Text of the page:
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Showing the deep connection between our present ecological crisis and our lack of awareness of the sacred nature of creation, this series of essays from spiritual and environmental leaders around the world shows how humanity can transform its relationship with the Earth. Combining the thoughts and beliefs from a diverse range of essayists, this collection highlights the current ecological crisis and articulates a much-needed spiritual response to it. Perspectives from Buddhism, Sufism, Christianity, and Native American beliefs as well as physics, deep psychology, and other environmental disciplines, make this a well-rounded contribution.
About the Author
Llewellyn Vaughan-Lee is a Sufi teacher who has lectured extensively throughout the United States, Canada, and Europe. He is the founder of the Golden Sufi Center and is the author of more than 15 books, including "Alchemy of Light," "Return of the Feminine and the World Soul," and "Prayer of the Heart." Thich Nhat Hanh is the founder of the School of Youth Social Service, a relief organization that rebuilt bombed villages, set up schools and medical centers, resettled homeless families, and organized agricultural cooperatives after the Vietnam War. He was nominated for the 1967 Nobel Peace Prize. Joanna Macy is a scholar of Buddhism, deep ecology, and general systems theory. She lives in Berkeley, California. Wendell Berry isa conservationist, farmer, essayist, novelist, and poet. He is a former professor of English at the University of Kentucky and a past fellow of both the Guggenheim Foundation and the Rockefeller Foundation. He lives in Port Royal, Kentucky. Sandra Ingerman is a licensed marriage and family therapist (LMFT), and professional mental health counselor. She was awarded the Peace Award from the Global Foundation for Integrative Medicine in 2007. She lives in Santa Fe, New Mexico. Richard Rohr is a Franciscan priest and founder of the Center for Action and Contemplation. He lives in Albuquerque, New Mexico. Bill Plotkin is a depth psychologist, wilderness rites guide, and ecotherapist. He lives in Durango, Colorado. Mary Evelyn Tucker is a senior lecturer and research scholar at Yale University where she holds appointments in the Divinity School and in the School of Forestry and Environmental Studies. She lives in New Haven, Connecticut. Brian Swimme is the director of the Center for the Story of the Universe and a professor at the California Institute of Integral Studies. He lives in San Francisco. Vandana Shiva is an environmental leader, and recipient of the 1993 Alternative Nobel Peace Prize.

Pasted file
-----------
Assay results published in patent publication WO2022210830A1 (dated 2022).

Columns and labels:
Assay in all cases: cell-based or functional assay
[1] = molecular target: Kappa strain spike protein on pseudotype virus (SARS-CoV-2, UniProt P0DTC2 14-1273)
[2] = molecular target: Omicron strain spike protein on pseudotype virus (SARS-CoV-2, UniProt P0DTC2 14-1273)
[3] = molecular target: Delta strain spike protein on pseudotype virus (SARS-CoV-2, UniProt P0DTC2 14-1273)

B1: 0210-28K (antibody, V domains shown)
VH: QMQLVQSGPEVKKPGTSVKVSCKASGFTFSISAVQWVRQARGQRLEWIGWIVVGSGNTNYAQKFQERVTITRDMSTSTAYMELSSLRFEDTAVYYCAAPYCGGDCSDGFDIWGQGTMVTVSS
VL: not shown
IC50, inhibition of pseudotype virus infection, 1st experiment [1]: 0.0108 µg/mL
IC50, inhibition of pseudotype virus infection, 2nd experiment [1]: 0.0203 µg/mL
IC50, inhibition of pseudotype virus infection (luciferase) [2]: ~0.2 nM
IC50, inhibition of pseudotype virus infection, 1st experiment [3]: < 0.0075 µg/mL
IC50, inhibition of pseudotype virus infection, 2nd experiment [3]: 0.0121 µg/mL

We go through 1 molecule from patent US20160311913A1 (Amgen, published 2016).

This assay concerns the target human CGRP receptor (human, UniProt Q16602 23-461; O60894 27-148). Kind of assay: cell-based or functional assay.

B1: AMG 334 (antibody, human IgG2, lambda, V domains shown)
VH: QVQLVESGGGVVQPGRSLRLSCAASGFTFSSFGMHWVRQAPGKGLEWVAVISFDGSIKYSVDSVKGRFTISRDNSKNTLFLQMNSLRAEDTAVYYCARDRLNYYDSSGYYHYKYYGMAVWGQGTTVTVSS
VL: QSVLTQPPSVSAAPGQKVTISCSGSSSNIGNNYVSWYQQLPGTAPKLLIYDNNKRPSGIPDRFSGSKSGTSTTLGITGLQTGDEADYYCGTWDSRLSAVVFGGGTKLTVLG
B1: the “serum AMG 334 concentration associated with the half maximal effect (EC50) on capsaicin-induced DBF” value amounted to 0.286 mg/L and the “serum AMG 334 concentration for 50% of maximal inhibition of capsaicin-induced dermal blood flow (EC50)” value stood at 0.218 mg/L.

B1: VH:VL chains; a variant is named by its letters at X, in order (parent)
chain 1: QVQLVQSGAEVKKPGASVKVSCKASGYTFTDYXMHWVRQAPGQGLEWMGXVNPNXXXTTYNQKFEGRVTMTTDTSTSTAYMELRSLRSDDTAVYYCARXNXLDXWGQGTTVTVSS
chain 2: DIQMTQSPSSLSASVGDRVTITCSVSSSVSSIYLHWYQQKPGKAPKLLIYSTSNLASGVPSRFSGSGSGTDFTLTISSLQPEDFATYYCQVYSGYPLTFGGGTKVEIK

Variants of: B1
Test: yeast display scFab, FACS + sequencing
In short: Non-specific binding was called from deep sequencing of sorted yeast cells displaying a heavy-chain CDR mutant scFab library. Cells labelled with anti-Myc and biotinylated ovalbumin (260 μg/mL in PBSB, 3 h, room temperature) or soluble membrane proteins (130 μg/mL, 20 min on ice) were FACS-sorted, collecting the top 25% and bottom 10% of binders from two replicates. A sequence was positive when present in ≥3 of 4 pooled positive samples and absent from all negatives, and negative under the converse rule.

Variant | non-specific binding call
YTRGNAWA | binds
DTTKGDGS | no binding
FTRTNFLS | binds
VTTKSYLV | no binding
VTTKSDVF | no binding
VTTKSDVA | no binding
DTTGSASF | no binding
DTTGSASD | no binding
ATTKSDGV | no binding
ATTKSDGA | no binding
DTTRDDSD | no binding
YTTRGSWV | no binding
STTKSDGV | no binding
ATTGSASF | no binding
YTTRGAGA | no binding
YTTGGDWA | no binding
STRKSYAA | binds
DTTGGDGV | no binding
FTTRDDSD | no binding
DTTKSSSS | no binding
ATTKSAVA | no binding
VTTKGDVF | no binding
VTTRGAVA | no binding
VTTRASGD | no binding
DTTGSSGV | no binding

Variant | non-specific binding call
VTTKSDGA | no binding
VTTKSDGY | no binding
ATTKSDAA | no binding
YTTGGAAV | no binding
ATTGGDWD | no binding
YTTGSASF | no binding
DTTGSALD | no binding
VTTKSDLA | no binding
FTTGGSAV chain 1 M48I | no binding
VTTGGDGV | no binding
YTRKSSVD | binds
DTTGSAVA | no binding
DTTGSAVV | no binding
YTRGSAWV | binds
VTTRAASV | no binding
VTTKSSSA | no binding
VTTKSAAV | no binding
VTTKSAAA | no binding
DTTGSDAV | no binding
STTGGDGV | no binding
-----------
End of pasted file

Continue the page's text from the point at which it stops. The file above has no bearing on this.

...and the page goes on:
"It's hard to imagine finding a wiser group of humans than the authors represented here, all of them both thinkers and do-ers in the greatest battle humans have ever faced. An epic collection!" —Bill McKibben, author, Deep Economy and The End of Nature
"Some of the most inspiring voices on behalf of our living planet speak forth with power and clarity in this hugely important and timely book. Their words help us find our true home and our rightful place within the great turning world of Nature." —Stephen Harding, PhD, author, Animate Earth, founding member, Schumacher College
"Despite the gloomy ecological outlook, these essays exude optimism in their belief that love and harmony can prevail over greed and insanity. They are eloquent and passionate pleas for the planet." —Publishers Weekly
"We live in a time of ecological uncertainty and we need opportunities to reconnect with the sacred. Just as scientists are modern-day prophets who tell us why we must act to save our planet, the essayists in this book are sages who remind us why that work is worthwhile." —Rev. Canon Sally G. Bingham, Founder, The Regeneration Project